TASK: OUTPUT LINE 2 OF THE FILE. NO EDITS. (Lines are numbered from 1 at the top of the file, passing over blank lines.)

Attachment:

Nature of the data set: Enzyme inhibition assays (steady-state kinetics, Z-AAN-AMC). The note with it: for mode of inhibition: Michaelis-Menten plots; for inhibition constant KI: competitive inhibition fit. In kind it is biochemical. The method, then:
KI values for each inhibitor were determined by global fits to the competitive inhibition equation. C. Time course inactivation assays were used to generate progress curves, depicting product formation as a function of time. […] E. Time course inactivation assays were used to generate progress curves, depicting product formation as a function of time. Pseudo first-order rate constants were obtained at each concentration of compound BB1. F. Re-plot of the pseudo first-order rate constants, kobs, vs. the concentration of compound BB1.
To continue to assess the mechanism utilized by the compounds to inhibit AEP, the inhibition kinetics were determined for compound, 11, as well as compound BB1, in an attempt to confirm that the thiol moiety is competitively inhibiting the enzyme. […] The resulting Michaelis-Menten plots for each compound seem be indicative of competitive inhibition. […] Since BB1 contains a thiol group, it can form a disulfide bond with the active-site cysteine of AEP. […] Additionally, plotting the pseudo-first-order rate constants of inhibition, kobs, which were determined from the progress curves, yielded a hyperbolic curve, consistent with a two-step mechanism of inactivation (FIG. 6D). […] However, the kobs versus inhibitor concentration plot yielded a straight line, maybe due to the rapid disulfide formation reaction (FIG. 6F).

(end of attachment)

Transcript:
KI values for each inhibitor were determined by global fits to the competitive inhibition equation. C. Time course inactivation assays were used to generate progress curves, depicting product formation as a function of time. […] E. Time course inactivation assays were used to generate progress curves, depicting product formation as a function of time. Pseudo first-order rate constants were obtained at each concentration of compound BB1. F. Re-plot of the pseudo first-order rate constants, kobs, vs. the concentration of compound BB1.